Since Brexit 'the growth in the U.K.'s economy has slowly eroded': Economist
The U.K. is on course to delay Brexit and open the door to a radical re-write of the terms of its divorce from the European Union after recoiling from an economically disastrous no-deal split.
The pound climbed to its highest level since June after Parliament on Wednesday evening rejected leaving the EU after 46 years without an agreement in place to keep trade flowing. Legislators will now vote on a postponement to the current March 29 deadline.
The EU has suggested it’s open to a delay until late May, although officials say they will need Britain to give a clear reason for pushing back the deadline.
With the country in limbo and politicians deadlocked, Wednesday was another chaotic day in London that clarified what most parliamentarians don’t want but has done nothing to suggest what kind of Brexit a majority might support.
It leaves Prime Minister Theresa May still fighting for her Brexit deal, with a third attempt to get it through Parliament likely next week. That’s even after she suffered a major rebellion from her Conservative Party that included members of her own cabinet, lost two big votes, saw a minister resign, and ended up warning that Brexit could be delayed for many months.
Struggling to keep her voice because of an illness, May pulled out of the debate. When she did speak -- after the House of Commons eventually voted 321 to 278 to reject leaving the EU with no deal -- she wasn’t happy: “The House needs to face up to the consequences of the decisions it has taken.”
It is almost three years since Britain voted to cancel its membership of the EU and with a little over two weeks to go until exit day, May has failed to get an agreement that can get through Parliament.
The prime minister’s preferred deal, which took two years to negotiate, was resoundingly rejected by the Commons for the second time in a vote on Tuesday night. Now, members have decided to avoid leaving the bloc without a deal.
The question is, what kind of plan will Parliament vote for, and how much longer do Britain’s politicians need to make up their minds?
Chancellor of the Exchequer Philip Hammond broke ranks on Thursday to suggest a series of Parliamentary votes on the potential Plan B options. “We now have to find a way forward,” he said in an interview with Sky News. “I am very happy with the prime minister’s deal but I think we also have to explore other options for Parliament to express a view about how we resolve this impasse.”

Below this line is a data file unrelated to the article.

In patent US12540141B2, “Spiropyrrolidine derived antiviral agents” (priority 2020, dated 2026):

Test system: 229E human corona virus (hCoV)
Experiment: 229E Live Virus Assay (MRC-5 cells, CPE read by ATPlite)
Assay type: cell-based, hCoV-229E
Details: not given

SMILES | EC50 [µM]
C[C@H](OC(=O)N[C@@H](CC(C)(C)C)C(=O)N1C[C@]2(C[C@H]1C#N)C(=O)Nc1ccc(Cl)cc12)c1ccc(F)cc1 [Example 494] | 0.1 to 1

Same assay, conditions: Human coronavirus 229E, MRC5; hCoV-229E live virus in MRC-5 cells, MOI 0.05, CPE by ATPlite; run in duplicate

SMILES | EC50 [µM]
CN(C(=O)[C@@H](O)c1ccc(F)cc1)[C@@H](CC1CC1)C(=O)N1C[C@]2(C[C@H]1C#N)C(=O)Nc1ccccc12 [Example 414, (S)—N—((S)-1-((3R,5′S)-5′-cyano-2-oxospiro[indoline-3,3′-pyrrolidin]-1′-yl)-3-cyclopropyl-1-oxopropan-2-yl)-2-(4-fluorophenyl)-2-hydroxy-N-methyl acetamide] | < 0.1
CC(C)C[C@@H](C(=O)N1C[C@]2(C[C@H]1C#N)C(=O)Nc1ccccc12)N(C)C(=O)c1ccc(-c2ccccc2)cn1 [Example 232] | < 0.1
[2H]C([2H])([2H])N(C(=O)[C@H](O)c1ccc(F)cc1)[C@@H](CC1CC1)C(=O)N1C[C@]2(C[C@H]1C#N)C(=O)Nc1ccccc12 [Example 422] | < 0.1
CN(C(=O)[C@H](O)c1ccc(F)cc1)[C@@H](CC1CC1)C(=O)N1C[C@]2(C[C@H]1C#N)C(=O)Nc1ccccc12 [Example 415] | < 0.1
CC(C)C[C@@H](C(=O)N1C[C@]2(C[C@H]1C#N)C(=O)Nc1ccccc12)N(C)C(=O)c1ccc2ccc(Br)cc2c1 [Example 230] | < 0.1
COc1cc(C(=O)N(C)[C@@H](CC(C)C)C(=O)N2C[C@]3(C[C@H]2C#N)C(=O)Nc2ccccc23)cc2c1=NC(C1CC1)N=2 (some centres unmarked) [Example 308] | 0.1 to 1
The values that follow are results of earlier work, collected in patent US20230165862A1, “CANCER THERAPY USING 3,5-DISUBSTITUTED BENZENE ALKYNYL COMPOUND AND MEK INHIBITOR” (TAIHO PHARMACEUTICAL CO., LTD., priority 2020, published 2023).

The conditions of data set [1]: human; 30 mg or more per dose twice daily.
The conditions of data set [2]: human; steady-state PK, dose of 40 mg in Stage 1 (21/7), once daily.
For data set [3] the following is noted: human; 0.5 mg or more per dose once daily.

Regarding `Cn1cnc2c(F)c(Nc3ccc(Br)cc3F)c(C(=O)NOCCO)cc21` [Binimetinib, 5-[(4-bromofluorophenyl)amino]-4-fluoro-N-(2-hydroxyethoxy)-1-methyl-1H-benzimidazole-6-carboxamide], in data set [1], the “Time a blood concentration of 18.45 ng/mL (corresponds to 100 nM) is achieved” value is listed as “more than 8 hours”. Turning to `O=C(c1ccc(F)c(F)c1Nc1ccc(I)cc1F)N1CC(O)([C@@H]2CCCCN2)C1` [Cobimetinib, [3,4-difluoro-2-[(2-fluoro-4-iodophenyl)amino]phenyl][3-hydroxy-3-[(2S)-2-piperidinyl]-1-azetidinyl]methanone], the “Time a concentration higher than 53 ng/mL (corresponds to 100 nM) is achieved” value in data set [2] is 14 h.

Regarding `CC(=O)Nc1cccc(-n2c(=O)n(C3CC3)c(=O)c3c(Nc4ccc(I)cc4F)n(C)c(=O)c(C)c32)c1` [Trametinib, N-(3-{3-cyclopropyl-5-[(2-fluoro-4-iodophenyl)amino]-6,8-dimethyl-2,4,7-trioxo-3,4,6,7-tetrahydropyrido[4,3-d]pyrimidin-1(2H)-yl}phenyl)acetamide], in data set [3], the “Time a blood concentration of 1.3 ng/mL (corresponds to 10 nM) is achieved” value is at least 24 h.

May’s office has said there are no plans for so-called “indicative votes” in the Commons to test support for different ideas, potentially including keeping Britain inside the EU customs union, the single market, or even a second referendum.
May is trying to bring her own deal back from the dead but hasn’t ruled out allowing members of Parliament to choose from a menu of other options.
“The legal default in U.K. and EU law remains that the U.K. will leave the EU without a deal unless something else is agreed,” May told the Commons after the vote on Wednesday. “The onus is now on every one of us in this House to find out what that is.”
May said if an agreement can be struck in the next seven days, she would ask the EU for a short “technical” extension to the March 29 deadline. If there’s no deal by March 20 -- the eve of the next summit of European leaders -- the delay will be much longer, she said.
That will mean the U.K. taking part in European Parliament elections in May, something the prime minister said would not be “right.”
Now or Never?
May’s warning of a long postponement -- which is included in the wording of the motion for debate on Thursday -- is a tactic aimed at persuading pro-Brexit Conservatives and their allies in Northern Ireland’s Democratic Unionist Party to back a deal before it’s too late.
A long delay would potentially clear a path for a second referendum, which could overturn the result of the first.
The DUP is in talks with Attorney General Geoffrey Cox, who’s aiming to allay their concerns about the Irish border backstop, according to a person familiar with the matter.
But after Wednesday’s votes, May will struggle to persuade Conservative euro-skeptics to do what she tells them to. Four pro-EU cabinet ministers -- David Gauke, Amber Rudd, Greg Clark and David Mundell -- all defied the premier’s orders and abstained instead of voting against a rebel motion designed to rule out a no-deal Brexit more firmly than her own proposal. They were joined by a bevy of junior ministers.
May lost the battle, after 43 Conservative members of Parliament either voted against her or abstained in the crucial vote at the end of the night. May’s office suggested ministers who abstained wouldn’t be forced to quit, another sign that the premier’s ability to command her own party is growing weaker by the day.
Steve Baker, a leading pro-Brexit Conservative, insisted his colleagues will not give in to May’s tactics and would never support her proposed agreement. “The deal is so rotten we were right to vote it down, and come what may we will continue to do so,” Baker said.
Meanwhile in Brussels, the EU’s chief Brexit negotiator, Michel Barnier, warned that postponing Brexit won’t be straightforward.
“It could be a tactical, a political prolongation,” Barnier told Euronews TV. “In that case, I know the answers and the reaction of the EU side, the EU leaders, the EU Parliament: ‘What for? Why do you need a prolongation? Is it for organizing a new referendum, new elections or not?”’